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Boston mayor, police officials hold first community ‘peace walk’ of the year

Boston Mayor Martin J. Walsh, Commissioner William Gross, and others walked through Dorchester in a community peace walk Friday night.Barry Chin/Globe Staff

Boston police Commissioner William Gross held his hat to his chest Friday night, standing on a Dorchester street corner where a 17-year-old girl was shot to death in April. He thought of her family, how they wept the day of the killing. He wanted them to know he thought of her still.

Next to Gross stood Mayor Martin J. Walsh, his hands clasped. And behind him, police officers, clergy, and community officials, marking the city’s first peace walk of the year.

“As we walk, as we talk, we share with one another,” intoned the Reverend Arthur Gerald, “we are all of the same blood.”


Most years, the police and city hold peace walks through the summer, gatherings in which officers and officials mix with community members and share stories, concerns, and good will. But this year, the pandemic shut the city down before they could start. Friday night’s walk was the first since the lockdown hit, and the first since the country was gripped by national reckoning over law enforcement abuses. Amid the many challenges of 2020, Boston has also seen a rise in shootings and killings.

It’s an important time for the community to see the police out on the street in a positive way, Gross said Friday. He wants residents to know that officers don’t view crime — and its victims — as a set of statistics. And these walks are an important step.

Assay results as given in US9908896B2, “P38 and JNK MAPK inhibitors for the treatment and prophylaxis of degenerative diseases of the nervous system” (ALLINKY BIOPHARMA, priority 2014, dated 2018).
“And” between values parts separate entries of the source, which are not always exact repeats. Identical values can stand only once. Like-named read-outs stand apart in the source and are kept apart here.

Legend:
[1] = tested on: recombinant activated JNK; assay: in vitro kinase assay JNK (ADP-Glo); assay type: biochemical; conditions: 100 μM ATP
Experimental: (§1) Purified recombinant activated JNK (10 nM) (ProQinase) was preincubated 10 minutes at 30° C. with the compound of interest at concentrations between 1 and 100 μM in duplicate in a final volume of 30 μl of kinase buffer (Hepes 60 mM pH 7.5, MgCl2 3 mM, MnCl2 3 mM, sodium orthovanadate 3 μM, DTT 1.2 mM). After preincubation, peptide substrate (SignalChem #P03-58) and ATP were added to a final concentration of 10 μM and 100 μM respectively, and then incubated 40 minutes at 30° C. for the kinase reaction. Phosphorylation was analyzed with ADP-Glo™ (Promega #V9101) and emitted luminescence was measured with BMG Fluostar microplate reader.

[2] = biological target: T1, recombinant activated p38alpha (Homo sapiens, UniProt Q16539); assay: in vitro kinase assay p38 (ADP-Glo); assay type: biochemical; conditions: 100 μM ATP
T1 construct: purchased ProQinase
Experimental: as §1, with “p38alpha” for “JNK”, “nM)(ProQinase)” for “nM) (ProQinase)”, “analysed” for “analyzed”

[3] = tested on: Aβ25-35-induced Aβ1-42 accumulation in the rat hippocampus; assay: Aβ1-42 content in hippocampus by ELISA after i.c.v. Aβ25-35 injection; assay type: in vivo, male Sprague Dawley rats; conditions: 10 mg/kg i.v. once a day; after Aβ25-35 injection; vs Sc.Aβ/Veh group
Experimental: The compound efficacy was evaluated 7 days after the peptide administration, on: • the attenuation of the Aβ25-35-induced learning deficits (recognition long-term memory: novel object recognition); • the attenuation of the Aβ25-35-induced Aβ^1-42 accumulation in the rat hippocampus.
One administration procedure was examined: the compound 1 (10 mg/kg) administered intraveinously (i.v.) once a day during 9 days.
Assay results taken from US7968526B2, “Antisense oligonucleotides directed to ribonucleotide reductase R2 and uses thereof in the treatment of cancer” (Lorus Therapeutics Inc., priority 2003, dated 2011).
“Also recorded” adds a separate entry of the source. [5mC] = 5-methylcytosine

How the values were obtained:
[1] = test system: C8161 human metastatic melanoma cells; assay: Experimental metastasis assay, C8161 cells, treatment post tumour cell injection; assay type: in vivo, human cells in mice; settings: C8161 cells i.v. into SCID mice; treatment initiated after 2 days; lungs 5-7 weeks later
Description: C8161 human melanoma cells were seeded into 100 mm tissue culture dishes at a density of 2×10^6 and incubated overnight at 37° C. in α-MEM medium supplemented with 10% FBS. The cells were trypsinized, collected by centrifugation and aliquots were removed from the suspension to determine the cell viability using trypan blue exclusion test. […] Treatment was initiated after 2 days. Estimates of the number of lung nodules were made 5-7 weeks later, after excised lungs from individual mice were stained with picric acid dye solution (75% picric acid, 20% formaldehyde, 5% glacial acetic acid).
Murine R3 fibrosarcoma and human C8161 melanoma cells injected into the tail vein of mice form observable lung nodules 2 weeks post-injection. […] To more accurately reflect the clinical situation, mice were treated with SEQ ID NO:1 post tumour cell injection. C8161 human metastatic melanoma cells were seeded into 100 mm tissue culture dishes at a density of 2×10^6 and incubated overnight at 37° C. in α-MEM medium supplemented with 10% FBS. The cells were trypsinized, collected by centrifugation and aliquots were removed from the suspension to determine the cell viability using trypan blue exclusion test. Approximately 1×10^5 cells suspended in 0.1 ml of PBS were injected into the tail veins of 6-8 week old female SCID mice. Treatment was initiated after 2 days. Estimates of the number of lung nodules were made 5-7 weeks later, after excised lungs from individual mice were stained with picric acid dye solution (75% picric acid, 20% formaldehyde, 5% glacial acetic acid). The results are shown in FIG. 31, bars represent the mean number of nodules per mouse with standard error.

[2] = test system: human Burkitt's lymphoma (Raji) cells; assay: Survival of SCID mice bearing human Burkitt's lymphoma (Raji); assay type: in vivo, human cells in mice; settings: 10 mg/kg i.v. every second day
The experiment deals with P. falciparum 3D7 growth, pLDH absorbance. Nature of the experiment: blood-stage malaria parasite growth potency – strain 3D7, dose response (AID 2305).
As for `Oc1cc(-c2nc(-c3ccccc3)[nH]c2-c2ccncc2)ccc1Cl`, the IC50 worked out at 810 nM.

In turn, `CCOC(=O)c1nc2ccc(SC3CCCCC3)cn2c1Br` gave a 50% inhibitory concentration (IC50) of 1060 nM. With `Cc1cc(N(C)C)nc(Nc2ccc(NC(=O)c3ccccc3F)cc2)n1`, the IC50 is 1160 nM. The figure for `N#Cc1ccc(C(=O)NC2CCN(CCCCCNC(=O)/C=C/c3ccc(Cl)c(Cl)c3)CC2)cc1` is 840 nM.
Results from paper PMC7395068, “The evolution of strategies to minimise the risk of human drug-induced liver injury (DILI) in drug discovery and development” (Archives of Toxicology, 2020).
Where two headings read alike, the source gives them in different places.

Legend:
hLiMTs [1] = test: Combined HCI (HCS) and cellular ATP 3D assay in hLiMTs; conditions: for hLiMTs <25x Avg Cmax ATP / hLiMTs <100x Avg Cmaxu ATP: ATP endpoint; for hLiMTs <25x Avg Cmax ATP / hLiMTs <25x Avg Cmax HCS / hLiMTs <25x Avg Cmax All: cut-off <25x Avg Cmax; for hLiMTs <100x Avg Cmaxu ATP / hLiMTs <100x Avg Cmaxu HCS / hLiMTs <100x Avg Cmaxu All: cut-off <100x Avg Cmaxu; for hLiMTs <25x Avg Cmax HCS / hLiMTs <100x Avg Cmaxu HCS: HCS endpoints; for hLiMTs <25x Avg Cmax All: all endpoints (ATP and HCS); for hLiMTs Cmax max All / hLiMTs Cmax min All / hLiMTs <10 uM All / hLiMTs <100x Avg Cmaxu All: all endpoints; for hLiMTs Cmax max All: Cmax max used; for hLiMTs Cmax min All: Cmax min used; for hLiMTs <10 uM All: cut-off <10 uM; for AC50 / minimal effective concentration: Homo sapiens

“It lets people see we’re fighting for them,” he said.

As Gross and Walsh and the rest ambled up and down the neighborhood streets, drivers and passing cars hollered hellos, men in barbershops waved, and children stopped playing in their yards to watch. “What’s up, brothers?” Gross shouted to four young men standing on a corner.

Gross and Walsh, with masks on, quietly chatted with two women who had lost a loved one to violence.


As the group of about 40 people walked up Hendry Street, once considered one of the toughest streets in the city, Henrique Fernandes hustled over.

“I’ve been waiting for you!” the middle-aged man told the mayor. Fernandes launched into a laundry list of repairs the street needed: a fix to the fire hydrant, better parking enforcement, a crosswalk. Walsh promised to send someone by next week.

When Gross began as a police officer in the 1980s, he worked in this neighborhood. It was dangerous then to walk down Hendry Street. Now, he and the mayor and a resident were talking about slight cosmetic improvements.

“It’s a better neighborhood,” Fernandes said. “Better city too.”

Evan Allen can be reached at evan.allen@globe.com. Follow her on Twitter @evanmallen.